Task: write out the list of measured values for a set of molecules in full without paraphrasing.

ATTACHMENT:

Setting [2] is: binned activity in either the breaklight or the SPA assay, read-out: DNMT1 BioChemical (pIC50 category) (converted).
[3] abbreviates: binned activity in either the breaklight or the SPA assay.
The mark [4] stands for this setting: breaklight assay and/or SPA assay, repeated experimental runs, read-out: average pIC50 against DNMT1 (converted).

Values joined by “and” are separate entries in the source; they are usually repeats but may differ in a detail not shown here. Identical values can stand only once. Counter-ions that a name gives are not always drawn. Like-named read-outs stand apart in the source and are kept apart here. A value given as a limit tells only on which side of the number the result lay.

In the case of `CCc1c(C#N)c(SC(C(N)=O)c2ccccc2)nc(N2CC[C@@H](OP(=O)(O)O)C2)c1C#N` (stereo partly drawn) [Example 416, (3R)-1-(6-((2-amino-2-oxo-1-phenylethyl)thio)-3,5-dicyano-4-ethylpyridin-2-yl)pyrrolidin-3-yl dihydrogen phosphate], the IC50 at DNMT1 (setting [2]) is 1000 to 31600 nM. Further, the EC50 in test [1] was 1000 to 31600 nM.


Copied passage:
Setting [2] is: binned activity in either the breaklight or the SPA assay, read-out: DNMT1 BioChemical (pIC50 category) (converted).
[3] abbreviates: binned activity in either the breaklight or the SPA assay.
The mark [4] stands for this setting: breaklight assay and/or SPA assay, repeated experimental runs, read-out: average pIC50 against DNMT1 (converted).

Values joined by “and” are separate entries in the source; they are usually repeats but may differ in a detail not shown here. Identical values can stand only once. Counter-ions that a name gives are not always drawn. Like-named read-outs stand apart in the source and are kept apart here. A value given as a limit tells only on which side of the number the result lay.

In the case of `CCc1c(C#N)c(SC(C(N)=O)c2ccccc2)nc(N2CC[C@@H](OP(=O)(O)O)C2)c1C#N` (stereo partly drawn) [Example 416, (3R)-1-(6-((2-amino-2-oxo-1-phenylethyl)thio)-3,5-dicyano-4-ethylpyridin-2-yl)pyrrolidin-3-yl dihydrogen phosphate], the IC50 at DNMT1 (setting [2]) is 1000 to 31600 nM. Further, the EC50 in test [1] was 1000 to 31600 nM.